The letter, which was emailed to South Charlotte Weekly, reads in part, “In this era of incredible growth, Charlotte-Mecklenburg must respond to the increased demand for local government services. Therefore, it is essential that we explore ways to create a more navigable, comprehensive and accountable local government. The current climate of volatility at the state and federal levels makes it more critical than ever for us to be as coordinated and cohesive as possible with our resources. By creating a commission to study consolidation, our elected officials can demonstrate their commitment to exploring all options that may improve government accountability and effectiveness for Charlotte-Mecklenburg’s citizens.”
The study commission, as outlined in a resolution passed by Charlotte City Council last year, would be made up of 25 members appointed by the city and county who would ultimately make “a recommendation for or against governmental consolidation.”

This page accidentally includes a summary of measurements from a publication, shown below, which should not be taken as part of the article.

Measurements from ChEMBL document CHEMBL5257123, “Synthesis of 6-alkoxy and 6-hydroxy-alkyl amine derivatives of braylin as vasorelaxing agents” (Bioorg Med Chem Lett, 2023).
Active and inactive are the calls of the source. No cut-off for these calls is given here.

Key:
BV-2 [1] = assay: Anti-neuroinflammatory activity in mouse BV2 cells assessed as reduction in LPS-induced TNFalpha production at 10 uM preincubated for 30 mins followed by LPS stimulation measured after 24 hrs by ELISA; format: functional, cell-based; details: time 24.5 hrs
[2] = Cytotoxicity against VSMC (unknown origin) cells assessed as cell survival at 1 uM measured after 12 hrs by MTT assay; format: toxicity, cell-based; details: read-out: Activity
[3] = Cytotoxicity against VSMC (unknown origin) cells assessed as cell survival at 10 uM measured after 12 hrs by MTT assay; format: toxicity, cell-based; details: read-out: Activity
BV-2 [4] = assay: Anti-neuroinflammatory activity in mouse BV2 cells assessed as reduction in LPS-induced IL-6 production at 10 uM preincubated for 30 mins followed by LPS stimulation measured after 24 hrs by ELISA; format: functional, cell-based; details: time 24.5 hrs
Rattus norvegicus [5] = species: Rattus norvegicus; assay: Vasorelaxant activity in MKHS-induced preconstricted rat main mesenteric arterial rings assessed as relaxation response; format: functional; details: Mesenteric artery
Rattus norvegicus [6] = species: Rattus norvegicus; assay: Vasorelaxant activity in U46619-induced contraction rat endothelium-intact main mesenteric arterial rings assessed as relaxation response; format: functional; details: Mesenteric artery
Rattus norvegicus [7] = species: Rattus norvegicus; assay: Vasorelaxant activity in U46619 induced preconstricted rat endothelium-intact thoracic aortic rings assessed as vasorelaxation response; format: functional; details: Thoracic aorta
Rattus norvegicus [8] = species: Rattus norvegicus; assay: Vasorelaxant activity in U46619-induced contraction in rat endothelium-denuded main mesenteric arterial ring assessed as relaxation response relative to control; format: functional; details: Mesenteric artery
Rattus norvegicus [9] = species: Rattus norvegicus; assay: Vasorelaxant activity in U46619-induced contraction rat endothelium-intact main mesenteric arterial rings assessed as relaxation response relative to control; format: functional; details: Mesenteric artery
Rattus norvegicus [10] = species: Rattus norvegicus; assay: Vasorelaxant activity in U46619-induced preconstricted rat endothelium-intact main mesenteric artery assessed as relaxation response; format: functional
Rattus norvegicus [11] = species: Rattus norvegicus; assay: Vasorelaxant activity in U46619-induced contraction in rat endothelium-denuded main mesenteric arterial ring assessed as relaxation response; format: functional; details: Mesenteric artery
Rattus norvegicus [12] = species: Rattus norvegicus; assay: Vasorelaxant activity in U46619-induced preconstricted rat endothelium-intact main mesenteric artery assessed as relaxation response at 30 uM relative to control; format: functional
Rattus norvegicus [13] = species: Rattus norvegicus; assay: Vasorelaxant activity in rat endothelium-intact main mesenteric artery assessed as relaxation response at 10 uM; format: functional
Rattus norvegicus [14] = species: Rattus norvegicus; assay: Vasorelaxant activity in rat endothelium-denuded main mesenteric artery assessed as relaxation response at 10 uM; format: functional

The group would have six months to study the issue and prepare its report.
If the study recommends against consolidation, according to the December resolution, it would then be up to the city and county manager to complete a study of “functional consolidation” of services that include permitting, MEDIC, fire, government television and human resources.
Some in the Ballantyne area say they’d like to make their neighborhoods into a new town so they can have a bigger voice in a consolidation discussion they feel is unfair to south Mecklenburg taxpayers.